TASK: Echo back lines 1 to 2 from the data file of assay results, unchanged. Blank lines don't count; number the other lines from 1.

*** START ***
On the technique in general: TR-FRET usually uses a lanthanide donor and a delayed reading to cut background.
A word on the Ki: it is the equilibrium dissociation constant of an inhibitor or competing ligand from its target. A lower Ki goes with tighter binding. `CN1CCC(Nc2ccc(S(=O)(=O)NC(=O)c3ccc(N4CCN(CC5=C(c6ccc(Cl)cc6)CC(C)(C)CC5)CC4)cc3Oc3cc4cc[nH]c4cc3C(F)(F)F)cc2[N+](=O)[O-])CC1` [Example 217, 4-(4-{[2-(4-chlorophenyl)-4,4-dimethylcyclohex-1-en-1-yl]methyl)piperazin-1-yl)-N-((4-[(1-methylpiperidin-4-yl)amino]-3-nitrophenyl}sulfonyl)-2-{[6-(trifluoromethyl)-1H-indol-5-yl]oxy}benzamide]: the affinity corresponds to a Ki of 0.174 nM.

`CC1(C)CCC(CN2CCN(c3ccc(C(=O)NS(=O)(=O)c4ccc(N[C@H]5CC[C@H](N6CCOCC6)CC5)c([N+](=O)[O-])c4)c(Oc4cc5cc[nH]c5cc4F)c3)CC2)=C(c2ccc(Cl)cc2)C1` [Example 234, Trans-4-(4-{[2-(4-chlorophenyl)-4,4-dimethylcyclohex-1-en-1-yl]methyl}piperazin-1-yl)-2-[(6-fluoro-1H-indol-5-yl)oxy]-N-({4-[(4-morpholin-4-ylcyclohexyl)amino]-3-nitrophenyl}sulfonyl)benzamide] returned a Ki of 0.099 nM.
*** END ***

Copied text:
On the technique in general: TR-FRET usually uses a lanthanide donor and a delayed reading to cut background.
A word on the Ki: it is the equilibrium dissociation constant of an inhibitor or competing ligand from its target. A lower Ki goes with tighter binding. `CN1CCC(Nc2ccc(S(=O)(=O)NC(=O)c3ccc(N4CCN(CC5=C(c6ccc(Cl)cc6)CC(C)(C)CC5)CC4)cc3Oc3cc4cc[nH]c4cc3C(F)(F)F)cc2[N+](=O)[O-])CC1` [Example 217, 4-(4-{[2-(4-chlorophenyl)-4,4-dimethylcyclohex-1-en-1-yl]methyl)piperazin-1-yl)-N-((4-[(1-methylpiperidin-4-yl)amino]-3-nitrophenyl}sulfonyl)-2-{[6-(trifluoromethyl)-1H-indol-5-yl]oxy}benzamide]: the affinity corresponds to a Ki of 0.174 nM.